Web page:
Assemble kolaches: Make a large indentation in the center of each dough ball, about 2″ in diameter. Fill with about 2 tablespoons of the cherry or black sesame filling. Repeat with remaining dough balls.

Bake for 15-18 minutes, until the bottoms are just starting to brown. Eat while they are warm, or reheat slightly for best eating.

Passion Fruit & Vanilla Marshmallows

A little bit fussy

Along with toffee, I make marshmallows to give away around the holidays. This year they were jazzed up with some passion fruit. Passion fruit is so hot right now.

  • 1/2 cup frozen passion fruit puree, thawed
  • 1/2 cup passion fruit juice 3 envelopes unflavored gelatin (3/4oz total)
  • 2 cups sugar
  • 2/3 cup corn syrup
  • 1/4 tsp salt
  • 1 tsp vanilla extract
  • 1/2 cup potato starch (or corn starch)
  • 1/2 cup powdered sugar

Special equipment: candy thermometer stand mixer with whisk attachment

Line a 13×9-inch pan with foil, letting some overhang to make lifting the marshmallow out easier. Coat lightly with non-stick spray or butter.

Combine the passion fruit puree and juice well. Pour 1/2 cup into bowl of stand-mixer. Sprinkle gelatin over water and let stand.

Combine 2 cups sugar, corn syrup, salt, and remaining 1/2 cup passion fruit mixture in heavy medium saucepan (with a handle preferably). Over medium heat, stir super-gently with a heatproof spatula, or swirl the pan every so slightly, just for the first couple minutes to dissolve the sugar, being careful not to let any sugar granules stick to the sides of the pan (if they do, wash them down with a wet pastry brush).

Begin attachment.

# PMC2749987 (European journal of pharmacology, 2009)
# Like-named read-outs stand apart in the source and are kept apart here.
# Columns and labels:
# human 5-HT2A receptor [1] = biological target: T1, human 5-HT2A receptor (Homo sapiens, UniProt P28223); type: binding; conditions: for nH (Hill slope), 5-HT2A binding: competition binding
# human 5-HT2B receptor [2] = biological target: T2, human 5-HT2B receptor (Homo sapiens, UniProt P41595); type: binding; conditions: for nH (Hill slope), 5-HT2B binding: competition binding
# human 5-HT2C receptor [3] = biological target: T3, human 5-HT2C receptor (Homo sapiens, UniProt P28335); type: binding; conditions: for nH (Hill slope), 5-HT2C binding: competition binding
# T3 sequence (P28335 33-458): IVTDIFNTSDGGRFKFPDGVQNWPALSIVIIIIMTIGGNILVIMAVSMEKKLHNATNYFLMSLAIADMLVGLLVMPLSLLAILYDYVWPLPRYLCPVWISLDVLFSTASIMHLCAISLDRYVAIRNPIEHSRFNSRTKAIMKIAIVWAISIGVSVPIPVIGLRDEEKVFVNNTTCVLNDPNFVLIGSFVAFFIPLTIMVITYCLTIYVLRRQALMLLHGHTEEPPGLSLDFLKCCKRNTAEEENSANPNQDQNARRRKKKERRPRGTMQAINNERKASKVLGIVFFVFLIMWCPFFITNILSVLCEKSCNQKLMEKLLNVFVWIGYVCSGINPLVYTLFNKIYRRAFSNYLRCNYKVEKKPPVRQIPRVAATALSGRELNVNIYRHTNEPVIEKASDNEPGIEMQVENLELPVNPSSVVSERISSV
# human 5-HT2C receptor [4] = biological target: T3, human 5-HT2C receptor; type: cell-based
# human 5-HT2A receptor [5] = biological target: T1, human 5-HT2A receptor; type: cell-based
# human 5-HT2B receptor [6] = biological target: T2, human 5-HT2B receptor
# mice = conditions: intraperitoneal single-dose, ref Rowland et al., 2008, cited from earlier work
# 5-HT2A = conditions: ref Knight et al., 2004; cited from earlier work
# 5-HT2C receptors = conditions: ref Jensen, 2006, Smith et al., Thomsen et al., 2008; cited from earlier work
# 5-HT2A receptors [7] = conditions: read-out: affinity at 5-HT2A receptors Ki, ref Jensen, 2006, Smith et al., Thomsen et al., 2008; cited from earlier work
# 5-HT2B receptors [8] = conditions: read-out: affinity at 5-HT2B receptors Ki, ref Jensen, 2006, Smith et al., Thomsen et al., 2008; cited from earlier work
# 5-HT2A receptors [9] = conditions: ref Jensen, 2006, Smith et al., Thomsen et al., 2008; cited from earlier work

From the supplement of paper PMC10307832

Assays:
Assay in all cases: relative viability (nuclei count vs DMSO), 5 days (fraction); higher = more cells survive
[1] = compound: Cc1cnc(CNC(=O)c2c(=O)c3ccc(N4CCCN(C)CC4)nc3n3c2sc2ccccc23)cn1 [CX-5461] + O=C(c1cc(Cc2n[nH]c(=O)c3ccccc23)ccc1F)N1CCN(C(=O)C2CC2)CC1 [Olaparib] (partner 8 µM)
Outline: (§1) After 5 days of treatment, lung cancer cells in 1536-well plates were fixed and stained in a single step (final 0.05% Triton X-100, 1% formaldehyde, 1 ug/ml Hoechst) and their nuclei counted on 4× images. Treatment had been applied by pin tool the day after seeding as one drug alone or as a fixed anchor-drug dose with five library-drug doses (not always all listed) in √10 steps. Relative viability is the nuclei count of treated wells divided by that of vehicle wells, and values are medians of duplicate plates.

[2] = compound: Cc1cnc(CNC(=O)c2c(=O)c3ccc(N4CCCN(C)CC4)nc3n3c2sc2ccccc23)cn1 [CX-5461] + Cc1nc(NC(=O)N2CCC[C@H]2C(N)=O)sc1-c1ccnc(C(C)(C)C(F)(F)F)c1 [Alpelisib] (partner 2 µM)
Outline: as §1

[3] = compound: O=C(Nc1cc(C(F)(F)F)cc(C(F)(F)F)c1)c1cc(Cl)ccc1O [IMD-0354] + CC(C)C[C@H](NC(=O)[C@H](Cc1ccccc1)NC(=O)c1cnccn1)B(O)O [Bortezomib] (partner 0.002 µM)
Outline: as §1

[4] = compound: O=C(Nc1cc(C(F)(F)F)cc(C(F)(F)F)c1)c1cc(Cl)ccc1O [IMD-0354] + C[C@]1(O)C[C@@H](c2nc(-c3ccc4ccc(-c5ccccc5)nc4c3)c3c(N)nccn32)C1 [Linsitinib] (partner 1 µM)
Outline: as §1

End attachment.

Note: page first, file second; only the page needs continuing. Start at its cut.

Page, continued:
Once sugar had dissolved, attach a candy thermometer and never stir it again until it reaches 240º, about 8 minutes. It will boil up the pan quite a bit as it gets going- just keep an eye on it so it doesn’t boil over, adjusting the heat accordingly.

With the mixer running on low speed with the whisk attachment, slowly pour the hot syrup into the gelatin in a thin stream, running down the side of the bowl so the whisk doesn’t splash it all over. Don’t worry about the syrup that sticks to the bowl.

Increase the mixer speed to high and beat until very stiff and cooled to lukewarm – it should take 10-15 minutes. Add vanilla and beat to blend, about 30 seconds.

Spread the marshmallow into the greased pan and smooth the top as best you can. You can spray a piece of wax paper with non-stick spray and pat it over the top to smooth it out better. Let stand for at least 4 hours before cutting. Overnight is even better. Pictured above is one recipe of passion fruit marshmallow, topped with one recipe of vanilla marshmallow (https://wordpress.com/block-editor/post/bakersanonymous.org/175) – after the passion fruit mallow is smoothed in the pan, leave it uncovered while you make the vanilla marshmallow and spread that on top. Then smooth with greased parchment. Sift starch and powdered sugar together and dust your work surface. Lift marshmallow out and cut into squares using a rotary pizza cutter dusted with sugar/starch. Or a large knife also coated. Roll in sugar/starch until all sides are coated before stacking or packing. ​


A little bit fussy

During the month of December my house becomes a toffee factory. This is my mom’s recipe – she started this tradition. Some have said that toffee is “finicky” but I prefer to think of it as superstitious. I always use the same pot, same spatula, same brand of butter, etc. Just keep trying until you find the magic and don’t mess around.

  • 1 lb. salted butter
  • 2 cups sugar
  • 1/2 cup sliced almonds
  • about 2 cups chocolate chips
  • about 2 cups chopped walnuts

Very lightly grease a large rimmed baking sheet. Place a candy thermometer at the ready, or if you don’t have one, get a small glass of ice water and put it within reach.

In a medium dutch oven (or heavy-bottomed saucepan) combine butter, sugar and sliced almonds over medium-low heat. With a heat-resistant spatula, stir gently – making sure not to have rogue grains of sugar working up the side of the pan or spatula itself. Wipe them down or rinse off the spatula if it looks dicey. Bring to a boil, stirring constantly in a figure eight motion – pretty much leave the sides of the pan alone.